A metalsmith that worked aboard the World War II- era cruiser USS Bremerton, named Charles Sparkes developed mesothelioma from his duties on the ship. He was required to work with gaskets and insulation around pipes that had asbestos enclosed within. In 1995, a claimed was filed by Sparkes and his wife against the manufacturer Owens-illinios Inc. The company was blamed for Sparkes’s illness; therefore he won the lawsuit.


The main duty of a pipefitter is to work with the pipe systems found throughout the ship. While repairing the pipes they are exposed to asbestos in the lagging from the pipe that were contaminated. Gaskets, seals, and insulation filled with asbestos are a few other things that pipefitters worked with that contributed to future health issues.

A welder and pipefitter, William Smith, who served in the USS Valley Forge ship from 1955 until 1974 describes how part of his job required mixing water with asbestos and other mixtures. He then had to coat the pipes on the ship with paste that had asbestos and then wrap them with clothes that also had asbestos embedded within. In 1999 he was then diagnosed with lung cancer.

Ulysses Collins, another pipefitter and welder, was diagnosed with mesothelioma from working on multiple shipyards. Some of these shipyards included Mare Island and Hunters Point Naval Shipyards. In 2005 he passed away from this disease, but his family members filed a lawsuit on his behalf. The lawsuit targeted 17 companies that produced products that he worked with that contained asbestos and were awarded $10 million.


Radiomen work with upholding the communication equipment on the ship. Their main duties were too transmit and decode radio messages that came through, as well as make repairs to radio equipment.

Asbestos was used as a filler for plastic molding compounds that were used for the base radio tubes on the ship. In 1972, the Navy training manual advocated for radiomen to install a heat shield in order to protect parts of the equipment; however, the heat shield contained asbestos.

A famous warning in 1941 was conducted by Ed Chlapowski saying, “This is no drill. Pearl Harbor is being attacked by the forces of the Imperial government of Japan. This is no drill.” After retiring from the Navy, Chlapowski worked at the Todd Shipyard, then passed away in 2011 from mesothelioma.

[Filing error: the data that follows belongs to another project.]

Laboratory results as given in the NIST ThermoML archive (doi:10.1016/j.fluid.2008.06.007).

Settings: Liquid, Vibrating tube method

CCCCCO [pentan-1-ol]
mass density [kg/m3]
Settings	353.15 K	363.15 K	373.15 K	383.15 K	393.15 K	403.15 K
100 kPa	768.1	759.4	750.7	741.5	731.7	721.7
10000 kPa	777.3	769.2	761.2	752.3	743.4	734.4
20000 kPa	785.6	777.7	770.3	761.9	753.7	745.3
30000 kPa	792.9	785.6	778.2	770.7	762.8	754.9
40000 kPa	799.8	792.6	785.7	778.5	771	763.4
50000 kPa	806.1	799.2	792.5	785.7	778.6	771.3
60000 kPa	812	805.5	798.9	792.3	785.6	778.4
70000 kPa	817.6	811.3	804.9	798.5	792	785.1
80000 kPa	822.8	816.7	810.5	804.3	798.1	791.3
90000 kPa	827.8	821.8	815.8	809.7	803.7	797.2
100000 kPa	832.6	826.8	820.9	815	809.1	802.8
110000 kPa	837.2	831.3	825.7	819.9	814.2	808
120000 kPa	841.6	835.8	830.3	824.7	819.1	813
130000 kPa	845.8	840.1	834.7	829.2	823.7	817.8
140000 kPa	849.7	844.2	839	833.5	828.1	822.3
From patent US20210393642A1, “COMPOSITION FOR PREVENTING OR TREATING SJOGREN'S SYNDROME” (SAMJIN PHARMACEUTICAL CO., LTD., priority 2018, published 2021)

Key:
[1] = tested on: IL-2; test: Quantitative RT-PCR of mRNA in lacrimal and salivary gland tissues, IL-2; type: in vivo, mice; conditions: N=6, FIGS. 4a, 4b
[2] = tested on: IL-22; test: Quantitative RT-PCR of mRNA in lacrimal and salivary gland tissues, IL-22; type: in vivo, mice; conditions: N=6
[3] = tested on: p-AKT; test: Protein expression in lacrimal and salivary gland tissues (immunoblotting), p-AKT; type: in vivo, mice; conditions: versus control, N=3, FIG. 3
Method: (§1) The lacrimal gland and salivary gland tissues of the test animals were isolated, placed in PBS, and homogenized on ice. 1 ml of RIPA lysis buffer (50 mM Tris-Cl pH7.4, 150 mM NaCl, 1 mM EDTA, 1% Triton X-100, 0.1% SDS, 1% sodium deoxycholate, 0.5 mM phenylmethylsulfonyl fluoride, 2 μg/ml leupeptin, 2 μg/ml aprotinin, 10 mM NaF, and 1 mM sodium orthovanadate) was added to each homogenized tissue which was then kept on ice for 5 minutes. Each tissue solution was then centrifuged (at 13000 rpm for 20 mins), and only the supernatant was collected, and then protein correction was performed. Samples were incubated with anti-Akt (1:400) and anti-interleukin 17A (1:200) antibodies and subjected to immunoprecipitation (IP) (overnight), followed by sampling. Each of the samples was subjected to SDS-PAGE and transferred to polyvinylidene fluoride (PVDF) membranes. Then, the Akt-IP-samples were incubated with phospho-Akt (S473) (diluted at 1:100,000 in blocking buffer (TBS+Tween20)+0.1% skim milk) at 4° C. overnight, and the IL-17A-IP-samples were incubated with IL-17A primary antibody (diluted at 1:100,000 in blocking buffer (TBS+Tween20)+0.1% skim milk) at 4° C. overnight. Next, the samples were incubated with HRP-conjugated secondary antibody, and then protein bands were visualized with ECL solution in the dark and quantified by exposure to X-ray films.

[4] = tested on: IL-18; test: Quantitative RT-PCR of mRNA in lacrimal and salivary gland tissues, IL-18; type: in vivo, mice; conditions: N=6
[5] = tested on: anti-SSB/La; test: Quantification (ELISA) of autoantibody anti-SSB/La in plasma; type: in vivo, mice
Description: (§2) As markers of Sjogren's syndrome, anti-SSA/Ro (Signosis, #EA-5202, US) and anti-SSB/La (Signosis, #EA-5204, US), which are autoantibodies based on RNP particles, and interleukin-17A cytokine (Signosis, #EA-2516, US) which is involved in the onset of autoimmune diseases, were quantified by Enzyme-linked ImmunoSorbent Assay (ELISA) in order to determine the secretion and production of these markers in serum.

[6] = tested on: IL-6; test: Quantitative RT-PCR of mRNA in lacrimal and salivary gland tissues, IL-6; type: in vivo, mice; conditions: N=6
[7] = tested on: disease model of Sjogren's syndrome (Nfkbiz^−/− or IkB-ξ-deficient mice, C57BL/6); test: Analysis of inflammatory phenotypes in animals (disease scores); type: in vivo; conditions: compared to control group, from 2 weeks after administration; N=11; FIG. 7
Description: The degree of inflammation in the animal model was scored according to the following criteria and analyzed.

This a group of members from the Navy Construction Battalion that conducted many construction assignments that required welding, plumbing, craftsman, and electrical skills. Some of these duties included paving roads, building bases, and clearing land.

These construction assignments exposed seabees to many products with asbestos. These men used gaskets for steam lines and cut lagging sheets for insulation. Both the gaskets and lagging sheets were contaminated with asbestos. Every deployment, the insulation filled with asbestos was replaced or repaired with more of the contained insulation. These men also dealt with pipes insulation, paint, and boilers that has asbestos embedded within them.


WeldersMetalwork, including multiple welding techniques were completed by Navy welders on sea as well as on land.

To prevent metals from expanding, the 1950 Navy welding manual advised welders to use wet asbestos on the metal.  During cast- iron welding, they also were required to utilize paper laced with asbestos to slow the cooling.

A welder, Gerald Black worked from 1942 to 1945 at Todd Shipyards made a testimony in a worker’s compensation claim in 1977. He described that other workers threw asbestos-containing material “like snowballs” and he “had to wallow in it to do [his] welding.” He exclaimed that his worksite was so dusty that he lost his work glove and couldn’t see well enough to find it.

Black was diagnosed with an asbestos- related lung disease and passed away in 1981. However, he won multiple lawsuits from various places including Todd Shipyards and was awarded a benefit of an unknown amount.

Additional Navy Jobs at Risk
Asbestos Exposure

Additional Navy Jobs at Risk

There is a very slim chance that these jobs were not exposed to some form of asbestos upon the Navy ships and submarines. Even other veterans could have had asbestos lurking in their sleeping quarters as well as other areas of the ship.  There was an estimated 300 products aboard the ship contained asbestos.

Other Navy jobs that may have encountered asbestos exposure include:

Aviation Machinist’s Mate

Repairing and controlling the Navy aircrafts on sea and on shore were the responsibilities of these men. While working on machines with high temperature, the veterans used clamps with pads that contained asbestos.


Molders worked on a large variety of equipment throughout the ship. They created metal moldings and castings by using molten metal. The equipment they used as protection contained asbestos.


These men welded and invented structures that were made up on sheet metal and steel. The material that was used for fireproofing and the welding sites has asbestos embedded within.


The storekeepers main responsibilities were to supply the tools and equipment needed throughout the ship. They did not specifically work with asbestos- filled products, however, they were exposed to it within their rooms.

Asbestos Exposure

Additional Navy Jobs at Risk

Water Tender